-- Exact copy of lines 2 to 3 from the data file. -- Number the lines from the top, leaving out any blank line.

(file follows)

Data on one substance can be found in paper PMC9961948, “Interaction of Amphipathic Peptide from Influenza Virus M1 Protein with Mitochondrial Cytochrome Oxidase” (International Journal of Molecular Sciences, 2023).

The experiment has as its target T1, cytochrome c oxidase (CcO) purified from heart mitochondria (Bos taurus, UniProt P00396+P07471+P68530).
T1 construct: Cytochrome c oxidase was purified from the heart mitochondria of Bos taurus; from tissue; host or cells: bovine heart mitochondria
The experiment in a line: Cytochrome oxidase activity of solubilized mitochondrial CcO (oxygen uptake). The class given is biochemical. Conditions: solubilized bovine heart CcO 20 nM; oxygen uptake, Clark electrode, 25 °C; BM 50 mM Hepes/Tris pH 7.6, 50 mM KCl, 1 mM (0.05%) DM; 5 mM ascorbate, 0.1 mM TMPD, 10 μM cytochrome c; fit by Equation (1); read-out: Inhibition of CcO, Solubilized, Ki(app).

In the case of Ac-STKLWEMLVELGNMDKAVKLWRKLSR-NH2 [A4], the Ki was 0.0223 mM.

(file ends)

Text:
The experiment has as its target T1, cytochrome c oxidase (CcO) purified from heart mitochondria (Bos taurus, UniProt P00396+P07471+P68530).
T1 construct: Cytochrome c oxidase was purified from the heart mitochondria of Bos taurus; from tissue; host or cells: bovine heart mitochondria